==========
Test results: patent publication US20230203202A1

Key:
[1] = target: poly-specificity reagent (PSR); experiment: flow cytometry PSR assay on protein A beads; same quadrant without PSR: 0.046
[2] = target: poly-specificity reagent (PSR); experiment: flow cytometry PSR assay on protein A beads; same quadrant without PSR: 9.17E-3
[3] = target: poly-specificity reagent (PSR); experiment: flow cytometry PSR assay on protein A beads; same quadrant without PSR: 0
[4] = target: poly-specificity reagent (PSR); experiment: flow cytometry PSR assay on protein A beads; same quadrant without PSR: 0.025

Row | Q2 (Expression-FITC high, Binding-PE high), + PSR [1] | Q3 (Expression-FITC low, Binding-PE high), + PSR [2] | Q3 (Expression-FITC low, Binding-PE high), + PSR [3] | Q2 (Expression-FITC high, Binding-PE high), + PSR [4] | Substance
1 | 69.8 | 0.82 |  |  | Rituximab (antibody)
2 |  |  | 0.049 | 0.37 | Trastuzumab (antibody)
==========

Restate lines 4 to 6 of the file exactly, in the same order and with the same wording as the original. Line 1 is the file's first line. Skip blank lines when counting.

[2] = target: poly-specificity reagent (PSR); experiment: flow cytometry PSR assay on protein A beads; same quadrant without PSR: 9.17E-3
[3] = target: poly-specificity reagent (PSR); experiment: flow cytometry PSR assay on protein A beads; same quadrant without PSR: 0
[4] = target: poly-specificity reagent (PSR); experiment: flow cytometry PSR assay on protein A beads; same quadrant without PSR: 0.025